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Supply chain

What the politicization of supply chains means for managers

IbyIMD+ Published 20 August 2021 in Supply chain • 3 min read

Without clear economic incentives, companies are unlikely to invest in supply chain resiliency; governments looking to address inflation and foreign policy should take note, says Richard Markoff 


Supply chain is mainstream

It’s been a dizzying 18 months for supply chain management as it became part of the global conversation. From COVID-induced shortages to the Suez Canal blockage, via semiconductor bottlenecks and container imbalances to saturated ports, supply chain management has even made the front page of the New York Times. 

But recent events have taken pushed this issue one step further. Supply chain is moving from the public sphere to the public policy sphere, where it sits at the heart of several current political and economic flashpoints. 

The Ever Given, the container ship that blocked the suez canal for 6 days
The Ever Given, the container ship that blocked the suez canal for 6 days

Supply chain inflation

As inflation rises in the US, some economists and politicians in there have  concerned themselves with what it might mean for medium-term economic prospects. Other economists, however, have been making the point that any observed inflation increase is largely transitory, and the blame lies with supply chains. One element to this reasoning is that the disturbances in global shipping have led to increased container shipping costs, with some estimates pegging the impact at 0.5% of the 5.4% annual US inflation.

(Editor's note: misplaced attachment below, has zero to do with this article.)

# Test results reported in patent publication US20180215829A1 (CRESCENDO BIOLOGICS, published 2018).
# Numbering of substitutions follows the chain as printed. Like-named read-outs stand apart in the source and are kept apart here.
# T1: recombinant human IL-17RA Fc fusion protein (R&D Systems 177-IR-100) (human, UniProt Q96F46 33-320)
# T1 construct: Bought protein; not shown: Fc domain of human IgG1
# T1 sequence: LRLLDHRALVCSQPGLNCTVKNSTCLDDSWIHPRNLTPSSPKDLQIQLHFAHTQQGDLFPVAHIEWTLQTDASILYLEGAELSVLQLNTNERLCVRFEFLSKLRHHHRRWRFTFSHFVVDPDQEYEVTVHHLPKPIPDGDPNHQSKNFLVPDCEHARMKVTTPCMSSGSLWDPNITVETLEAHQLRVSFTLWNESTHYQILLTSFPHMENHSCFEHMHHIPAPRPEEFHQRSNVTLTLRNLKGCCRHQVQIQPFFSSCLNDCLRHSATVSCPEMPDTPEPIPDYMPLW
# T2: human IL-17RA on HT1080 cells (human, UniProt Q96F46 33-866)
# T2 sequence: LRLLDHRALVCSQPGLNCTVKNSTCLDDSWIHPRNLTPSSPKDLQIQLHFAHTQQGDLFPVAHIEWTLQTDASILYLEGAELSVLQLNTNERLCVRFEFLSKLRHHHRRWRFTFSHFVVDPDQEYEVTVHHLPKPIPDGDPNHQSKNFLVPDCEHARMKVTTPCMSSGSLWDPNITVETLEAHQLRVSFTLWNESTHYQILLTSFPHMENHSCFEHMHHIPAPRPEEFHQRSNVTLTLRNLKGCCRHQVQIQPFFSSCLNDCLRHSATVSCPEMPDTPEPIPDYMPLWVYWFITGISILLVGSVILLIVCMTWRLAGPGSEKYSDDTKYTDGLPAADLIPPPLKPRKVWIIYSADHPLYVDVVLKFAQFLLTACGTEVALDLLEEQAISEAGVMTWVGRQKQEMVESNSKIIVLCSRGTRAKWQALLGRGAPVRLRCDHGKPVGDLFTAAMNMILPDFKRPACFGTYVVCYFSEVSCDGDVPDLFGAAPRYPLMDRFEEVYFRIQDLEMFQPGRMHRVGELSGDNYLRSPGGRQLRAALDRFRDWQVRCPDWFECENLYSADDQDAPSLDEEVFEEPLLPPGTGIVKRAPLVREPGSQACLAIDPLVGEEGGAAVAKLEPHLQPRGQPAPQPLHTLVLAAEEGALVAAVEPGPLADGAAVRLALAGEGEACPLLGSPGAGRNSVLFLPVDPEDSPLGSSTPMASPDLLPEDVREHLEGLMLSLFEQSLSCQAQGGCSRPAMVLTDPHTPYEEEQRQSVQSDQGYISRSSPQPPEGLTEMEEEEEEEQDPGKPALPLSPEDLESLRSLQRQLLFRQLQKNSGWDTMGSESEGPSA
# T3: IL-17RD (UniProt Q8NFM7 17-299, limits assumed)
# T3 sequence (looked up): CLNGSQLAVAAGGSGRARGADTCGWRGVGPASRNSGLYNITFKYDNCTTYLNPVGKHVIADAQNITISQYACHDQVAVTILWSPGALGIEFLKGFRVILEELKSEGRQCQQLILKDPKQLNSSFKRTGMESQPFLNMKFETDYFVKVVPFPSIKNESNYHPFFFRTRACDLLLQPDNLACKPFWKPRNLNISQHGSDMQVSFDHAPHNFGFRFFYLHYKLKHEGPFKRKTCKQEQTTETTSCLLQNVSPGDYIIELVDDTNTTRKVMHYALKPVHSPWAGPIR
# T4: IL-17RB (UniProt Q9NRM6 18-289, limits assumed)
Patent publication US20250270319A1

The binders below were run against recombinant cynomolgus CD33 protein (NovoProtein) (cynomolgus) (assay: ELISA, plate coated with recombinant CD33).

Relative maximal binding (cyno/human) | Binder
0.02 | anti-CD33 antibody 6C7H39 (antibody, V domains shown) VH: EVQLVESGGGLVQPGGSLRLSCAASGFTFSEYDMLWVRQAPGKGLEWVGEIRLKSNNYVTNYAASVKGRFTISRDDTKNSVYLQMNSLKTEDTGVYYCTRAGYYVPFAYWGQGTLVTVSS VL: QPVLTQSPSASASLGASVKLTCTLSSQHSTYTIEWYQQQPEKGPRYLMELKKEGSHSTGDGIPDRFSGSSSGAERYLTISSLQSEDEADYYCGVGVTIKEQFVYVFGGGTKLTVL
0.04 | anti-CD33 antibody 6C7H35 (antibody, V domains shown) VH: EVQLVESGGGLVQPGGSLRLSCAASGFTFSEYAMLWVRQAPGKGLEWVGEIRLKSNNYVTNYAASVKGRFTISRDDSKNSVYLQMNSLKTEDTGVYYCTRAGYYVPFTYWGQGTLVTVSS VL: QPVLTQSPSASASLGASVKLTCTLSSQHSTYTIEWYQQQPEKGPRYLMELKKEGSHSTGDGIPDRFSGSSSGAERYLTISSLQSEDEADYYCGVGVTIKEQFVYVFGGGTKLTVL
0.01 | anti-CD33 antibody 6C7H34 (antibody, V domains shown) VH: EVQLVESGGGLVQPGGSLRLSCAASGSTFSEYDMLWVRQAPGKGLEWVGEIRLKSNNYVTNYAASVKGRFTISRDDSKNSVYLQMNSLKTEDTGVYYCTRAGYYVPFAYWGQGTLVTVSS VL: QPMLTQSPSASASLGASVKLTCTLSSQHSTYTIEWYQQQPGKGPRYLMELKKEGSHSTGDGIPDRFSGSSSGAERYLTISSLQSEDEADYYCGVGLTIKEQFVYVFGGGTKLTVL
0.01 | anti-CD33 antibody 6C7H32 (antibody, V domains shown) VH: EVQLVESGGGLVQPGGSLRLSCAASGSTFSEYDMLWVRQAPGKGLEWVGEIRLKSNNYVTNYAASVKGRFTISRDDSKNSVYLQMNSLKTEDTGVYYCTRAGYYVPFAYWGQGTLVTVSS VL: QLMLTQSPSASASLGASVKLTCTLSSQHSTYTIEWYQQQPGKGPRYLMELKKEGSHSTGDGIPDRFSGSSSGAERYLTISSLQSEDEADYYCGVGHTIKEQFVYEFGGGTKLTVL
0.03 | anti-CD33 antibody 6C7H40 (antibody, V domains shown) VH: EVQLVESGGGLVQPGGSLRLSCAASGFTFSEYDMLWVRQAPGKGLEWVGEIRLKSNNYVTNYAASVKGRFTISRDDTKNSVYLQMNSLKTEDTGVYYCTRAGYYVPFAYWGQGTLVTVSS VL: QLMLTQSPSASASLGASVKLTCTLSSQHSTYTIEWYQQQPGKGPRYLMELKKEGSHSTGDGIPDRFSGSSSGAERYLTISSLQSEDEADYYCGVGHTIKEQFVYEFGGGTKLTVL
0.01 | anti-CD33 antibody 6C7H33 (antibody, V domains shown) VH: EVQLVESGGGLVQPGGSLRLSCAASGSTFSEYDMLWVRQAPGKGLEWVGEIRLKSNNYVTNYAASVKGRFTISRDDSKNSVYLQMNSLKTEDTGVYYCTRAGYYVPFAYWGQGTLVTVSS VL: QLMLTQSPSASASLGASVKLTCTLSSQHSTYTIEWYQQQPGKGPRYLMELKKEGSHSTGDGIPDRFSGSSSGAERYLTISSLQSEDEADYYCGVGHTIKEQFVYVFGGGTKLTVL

Another cornerstone of this argument is the underlying inflation drivers. These included one-time supply issues in items such as used car prices, which have exploded in part because the semiconductor shortage has hampered new car manufacturing supply, and lumber, where demand spiked due to pandemic-fueled improvement projects. 

The result is that supply chain capabilities are now, fairly or not, at the heart of critical policy decisions…

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